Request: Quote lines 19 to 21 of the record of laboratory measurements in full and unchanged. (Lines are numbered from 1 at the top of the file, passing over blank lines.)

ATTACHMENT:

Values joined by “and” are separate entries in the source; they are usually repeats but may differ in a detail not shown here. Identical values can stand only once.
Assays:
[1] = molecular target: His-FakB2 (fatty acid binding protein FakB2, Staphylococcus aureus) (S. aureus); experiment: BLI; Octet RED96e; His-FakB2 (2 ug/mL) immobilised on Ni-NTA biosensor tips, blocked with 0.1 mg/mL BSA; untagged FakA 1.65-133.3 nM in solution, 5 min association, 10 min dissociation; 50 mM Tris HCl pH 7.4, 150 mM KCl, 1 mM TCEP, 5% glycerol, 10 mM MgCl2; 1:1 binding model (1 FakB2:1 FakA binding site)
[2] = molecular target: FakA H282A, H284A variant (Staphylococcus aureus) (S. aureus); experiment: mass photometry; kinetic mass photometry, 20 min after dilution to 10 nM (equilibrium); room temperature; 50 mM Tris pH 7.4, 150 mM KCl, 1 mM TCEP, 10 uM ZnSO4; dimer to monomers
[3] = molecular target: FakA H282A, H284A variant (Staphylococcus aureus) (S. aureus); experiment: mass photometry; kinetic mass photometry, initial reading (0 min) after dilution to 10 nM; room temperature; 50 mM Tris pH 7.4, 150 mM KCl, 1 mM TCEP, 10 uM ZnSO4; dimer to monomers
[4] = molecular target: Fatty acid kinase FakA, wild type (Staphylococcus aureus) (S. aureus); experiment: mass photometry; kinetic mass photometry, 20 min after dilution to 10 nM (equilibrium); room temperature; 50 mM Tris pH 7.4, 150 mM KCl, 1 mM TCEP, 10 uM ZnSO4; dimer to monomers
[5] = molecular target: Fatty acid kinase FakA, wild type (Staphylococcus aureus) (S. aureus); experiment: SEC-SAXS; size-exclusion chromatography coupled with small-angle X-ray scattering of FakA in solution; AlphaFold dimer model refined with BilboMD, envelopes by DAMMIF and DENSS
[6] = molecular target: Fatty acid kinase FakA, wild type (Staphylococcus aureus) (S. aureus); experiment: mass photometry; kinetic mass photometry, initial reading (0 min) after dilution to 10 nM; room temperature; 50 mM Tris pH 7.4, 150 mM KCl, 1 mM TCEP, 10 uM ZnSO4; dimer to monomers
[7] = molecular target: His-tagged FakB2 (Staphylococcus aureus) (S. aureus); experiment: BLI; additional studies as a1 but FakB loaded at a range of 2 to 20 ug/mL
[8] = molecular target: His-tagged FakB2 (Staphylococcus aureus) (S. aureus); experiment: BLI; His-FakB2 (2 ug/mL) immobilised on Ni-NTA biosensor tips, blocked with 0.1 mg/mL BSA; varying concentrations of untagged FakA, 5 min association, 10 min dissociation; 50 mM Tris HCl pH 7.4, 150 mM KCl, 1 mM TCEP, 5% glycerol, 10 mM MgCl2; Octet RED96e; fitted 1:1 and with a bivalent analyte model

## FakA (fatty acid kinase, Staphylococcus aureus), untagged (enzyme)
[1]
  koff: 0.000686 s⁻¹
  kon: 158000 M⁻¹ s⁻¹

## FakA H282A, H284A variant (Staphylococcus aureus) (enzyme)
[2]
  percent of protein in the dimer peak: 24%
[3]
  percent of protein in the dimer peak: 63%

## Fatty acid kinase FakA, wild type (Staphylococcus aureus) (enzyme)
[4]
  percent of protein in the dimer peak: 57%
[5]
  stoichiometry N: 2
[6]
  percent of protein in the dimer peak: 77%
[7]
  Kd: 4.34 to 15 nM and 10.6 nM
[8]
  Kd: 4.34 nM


  percent of protein in the dimer peak: 63%

## Fatty acid kinase FakA, wild type (Staphylococcus aureus) (enzyme)
[4]